USDA Confirms Atypical Bovine Spongiform Encephalopathy in Florida Cows

The Florida Department of Agriculture and Consumer Services announced on Wednesday that it is working closely with the U.S. Department of Agriculture regarding an atypical case of Bovine Spongiform Encephalopathy (BSE), a neurologic disease of cattle, in a six-year-old, mixed-breed beef cow in Florida. This animal never entered slaughter channels and at no time presented a risk to the food supply, or to human health in the United States. This form of BSE is not contagious.

“This detection shows just how well our surveillance system works. We’re grateful to our partners at the U.S. Department of Agriculture who work alongside us day in and day out to conduct routine surveillance and protect consumers,” stated Commissioner of Agriculture Adam H. Putnam.

Atypical BSE is different than Classical BSE, and it generally occurs in older cattle and seems to arise rarely and spontaneously in all cattle populations.

USDA Animal and Plant Health Inspection Service’s (APHIS) National Veterinary Services Laboratories (NVSL) confirmed that this cow was positive for atypical H-type BSE.  The animal was tested as part of APHIS’s routine surveillance of cattle that are deemed unsuitable for slaughter. APHIS and Florida veterinary officials are gathering more information on the case.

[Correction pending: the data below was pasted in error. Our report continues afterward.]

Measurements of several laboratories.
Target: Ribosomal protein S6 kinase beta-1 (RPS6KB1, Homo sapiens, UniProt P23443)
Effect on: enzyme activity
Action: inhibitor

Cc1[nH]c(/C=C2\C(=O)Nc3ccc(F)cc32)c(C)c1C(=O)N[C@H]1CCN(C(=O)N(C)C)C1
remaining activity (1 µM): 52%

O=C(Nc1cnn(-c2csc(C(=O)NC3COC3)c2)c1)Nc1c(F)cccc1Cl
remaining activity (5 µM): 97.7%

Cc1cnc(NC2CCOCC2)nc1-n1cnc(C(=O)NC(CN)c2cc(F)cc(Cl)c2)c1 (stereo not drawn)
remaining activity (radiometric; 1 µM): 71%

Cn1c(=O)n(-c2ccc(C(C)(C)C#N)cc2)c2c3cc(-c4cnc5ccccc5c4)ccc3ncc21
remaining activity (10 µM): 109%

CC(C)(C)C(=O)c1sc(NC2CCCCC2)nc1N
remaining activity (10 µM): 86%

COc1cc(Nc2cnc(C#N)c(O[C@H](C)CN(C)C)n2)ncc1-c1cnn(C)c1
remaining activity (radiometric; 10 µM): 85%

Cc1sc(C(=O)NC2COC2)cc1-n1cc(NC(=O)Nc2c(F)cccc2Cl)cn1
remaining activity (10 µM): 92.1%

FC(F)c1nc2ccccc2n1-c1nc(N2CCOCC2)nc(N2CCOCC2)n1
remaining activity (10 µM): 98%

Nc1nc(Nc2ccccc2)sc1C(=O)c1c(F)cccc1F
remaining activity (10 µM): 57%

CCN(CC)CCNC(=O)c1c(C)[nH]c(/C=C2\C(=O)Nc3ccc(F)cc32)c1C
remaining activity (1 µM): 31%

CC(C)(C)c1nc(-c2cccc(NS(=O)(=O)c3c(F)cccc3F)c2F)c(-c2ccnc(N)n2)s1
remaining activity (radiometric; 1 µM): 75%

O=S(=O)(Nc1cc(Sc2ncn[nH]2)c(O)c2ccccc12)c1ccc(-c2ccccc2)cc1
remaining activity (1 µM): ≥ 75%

BSE is not contagious and exists in two types – classical and atypical.  Classical BSE is the form that occurred primarily in the United Kingdom, beginning in the late 1980’s, and it has been linked to variant Creutzfeldt-Jakob disease (vCJD) in people. The primary source of infection for classical BSE is feed contaminated with the infectious prion agent, such as meat-and-bone meal containing protein derived from rendered infected cattle.  Regulations from the Food and Drug Administration (FDA) have prohibited the inclusion of mammalian protein in feed for cattle and other ruminants since 1997 and have also prohibited high risk tissue materials in all animal feed since 2009.

The United States has a longstanding system of interlocking safeguards against BSE that protects public and animal health in the United States. Additionally, the BSE surveillance program allows USDA to detect the disease if it exists at very low levels in the U.S. cattle population.

 

1 COMMENT

  1. ”Atypical BSE is different, and it generally occurs in older cattle, usually 8 years of age or greater. It seems to arise rarely and spontaneously in all cattle populations.”

    FALSE!

    ”The primary source of infection for classical BSE is feed contaminated with the infectious prion agent, such as meat-and-bone meal containing protein derived from rendered infected cattle. Regulations from the Food and Drug Administration (FDA) have prohibited the inclusion of mammalian protein in feed for cattle and other ruminants since 1997 and have also prohibited high risk tissue materials in all animal feed since 2009.”

    FALSE!